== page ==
Euro-Reef CS Series:

These skimmers are beautiful in their simplicity.  They are also amazing in both the quantity and the consistency of their product (producing a full collection cup of dark, thick, foul-smelling skimmate every few days when properly installed and adjusted).  Installation is a breeze; they are plug and play right out of the box.  And, the company’s newly revised sizing recommendations are correct, if not rather modest.  My only complaint is with removing the collection cup.  The union fitting makes zero clearance possible in tight situations, but the number of turns to remove it is unnecessary.  It would be more convenient if they could come up with a one complete turn removal, but this is a trivial complaint in comparison to the performance of the unit as a whole.

Euro-Reef ES Series:

These are ostensibly the same thing as the CS series protein skimmers, although the materials differ.  They use the same patented needle wheel technology and the same pumps.  The difference is the CS is made of cast acrylic, while the ES is made of cheaper extruded acrylic.  This change does not affect the performance, only the purchase price, making these models a real bargain.

Red Sea Berlin Classic Line:

The Berlin line of skimmers can be separated into two different technological classes; the venturi driven Classics and the aspirating Turbo models.  The Classic was the original design, and while it was priced reasonably and easy to install, it was difficult to clean and adjust.  The ones that I used all tended to suffer from the same ailments.  The venturi seemed to attract an unusual amount of calcium deposits and was therefore easily clogged.  This venturi was not removable, necessitating taking the entire skimmer off of the tank to be soaked in a vinegar bath to dislodge the obstruction.  Furthermore, the air adjustment screw was cheap and inaccurate.  Instead of a true needle valve to regulate the air intake, the Berlin Classic relies on a plastic bolt which when tightened merely compresses the neoprene airline.  Given time, the neoprene tubing, suffering from repeated crushing and damage, hardens and fails to spring back to allow additional air to flow into the skimmer.  Some industrious individuals have replaced the standard venturi with those made by Kent or Mazzei to increase performance and decrease maintenance issues.  At the same time, replacing the stock neoprene airline and air adjustment screw with common airline tubing and a proper needle valve is recommended.  This just seems like an unreasonable amount of work to get a protein skimmer in this price range to operate reliably.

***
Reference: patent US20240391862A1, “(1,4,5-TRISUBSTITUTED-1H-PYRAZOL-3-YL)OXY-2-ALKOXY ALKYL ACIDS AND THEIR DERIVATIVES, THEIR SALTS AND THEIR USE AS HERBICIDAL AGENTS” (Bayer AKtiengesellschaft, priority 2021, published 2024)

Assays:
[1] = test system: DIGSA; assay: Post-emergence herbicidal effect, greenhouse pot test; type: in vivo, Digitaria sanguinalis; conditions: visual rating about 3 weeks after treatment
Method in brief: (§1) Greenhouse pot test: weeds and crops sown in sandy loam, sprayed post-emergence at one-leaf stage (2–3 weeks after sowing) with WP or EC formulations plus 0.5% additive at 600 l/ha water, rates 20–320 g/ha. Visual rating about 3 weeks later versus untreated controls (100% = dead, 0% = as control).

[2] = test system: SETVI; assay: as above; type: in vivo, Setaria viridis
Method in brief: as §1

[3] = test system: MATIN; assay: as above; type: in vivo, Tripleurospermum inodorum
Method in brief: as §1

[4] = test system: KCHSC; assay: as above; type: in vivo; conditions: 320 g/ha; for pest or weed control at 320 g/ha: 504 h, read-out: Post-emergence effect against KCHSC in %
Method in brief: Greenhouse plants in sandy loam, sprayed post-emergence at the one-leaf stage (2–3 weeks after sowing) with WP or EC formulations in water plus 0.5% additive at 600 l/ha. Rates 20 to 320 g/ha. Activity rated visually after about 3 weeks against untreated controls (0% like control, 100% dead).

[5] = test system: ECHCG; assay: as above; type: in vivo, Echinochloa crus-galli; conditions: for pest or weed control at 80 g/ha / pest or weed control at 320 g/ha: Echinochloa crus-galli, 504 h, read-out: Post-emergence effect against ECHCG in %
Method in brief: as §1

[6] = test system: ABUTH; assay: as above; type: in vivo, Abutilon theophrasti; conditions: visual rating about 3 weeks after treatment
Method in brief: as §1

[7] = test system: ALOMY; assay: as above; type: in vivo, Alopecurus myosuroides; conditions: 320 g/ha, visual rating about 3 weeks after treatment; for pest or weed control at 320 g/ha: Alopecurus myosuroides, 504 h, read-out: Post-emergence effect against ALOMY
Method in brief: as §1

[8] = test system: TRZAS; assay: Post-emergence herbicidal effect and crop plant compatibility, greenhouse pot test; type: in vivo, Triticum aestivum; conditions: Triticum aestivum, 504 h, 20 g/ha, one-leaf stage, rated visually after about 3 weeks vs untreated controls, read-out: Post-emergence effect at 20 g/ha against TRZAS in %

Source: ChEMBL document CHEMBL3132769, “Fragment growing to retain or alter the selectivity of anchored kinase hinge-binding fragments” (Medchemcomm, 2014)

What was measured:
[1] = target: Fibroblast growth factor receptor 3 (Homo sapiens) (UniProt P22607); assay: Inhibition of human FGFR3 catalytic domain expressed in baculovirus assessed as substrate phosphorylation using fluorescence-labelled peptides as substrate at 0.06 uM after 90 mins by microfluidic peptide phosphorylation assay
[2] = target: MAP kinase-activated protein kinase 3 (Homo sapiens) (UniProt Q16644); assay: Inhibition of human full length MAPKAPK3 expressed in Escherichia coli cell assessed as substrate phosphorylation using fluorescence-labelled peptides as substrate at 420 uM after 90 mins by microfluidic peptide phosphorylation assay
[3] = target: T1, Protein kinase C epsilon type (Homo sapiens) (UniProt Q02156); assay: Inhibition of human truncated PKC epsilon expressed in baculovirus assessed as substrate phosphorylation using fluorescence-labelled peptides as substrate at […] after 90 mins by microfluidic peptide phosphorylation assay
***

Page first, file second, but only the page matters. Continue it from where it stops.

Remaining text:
Red Sea Berlin Turbo Models:

The Turbo models do away with the venturi and its maintenance headaches, but it has another problem.  The only adjustment on the Turbo models is to restrict the air intake.  This is in contrast to other aspirating model skimmers, such as the Euro-Reef, which maintains the same amount of water and air being processed, but simply adjusts the height of this mix in the skimmer body.  The Euro-Reef style design is better because it allows for the maximum mixture of water and air at all times.  Still though, the Turbo redesign is a significant step forward, even though it is not as good as others on the market.

Red Sea Prizms:

If you search the internet message boards about Prizm skimmers, you are likely to get an overwhelming negative response.  I, on the other hand, do like these units for what they are.  The basic Prizm is a cheap entry in the market for beginners, perfect for smaller aquaria.  While the manufacturer states that these are good for up to 100 gallons, I am only comfortable using one on an aquarium up to 30 gallons.  But, on a tank that size, the Prizm will be a decent performer.  The Prizm Pro is a larger, more powerful unit, but it suffers from the same overrating issues as its smaller brethren.  It is this kind of overrating that has so unnecessarily damaged its reputation among advanced aquarists.  I have found the Prizm Pro to function completely adequately on tanks up to 55 gallons. This is in contrast to the manufacturer’s claim of operation in systems up to 300 gallons.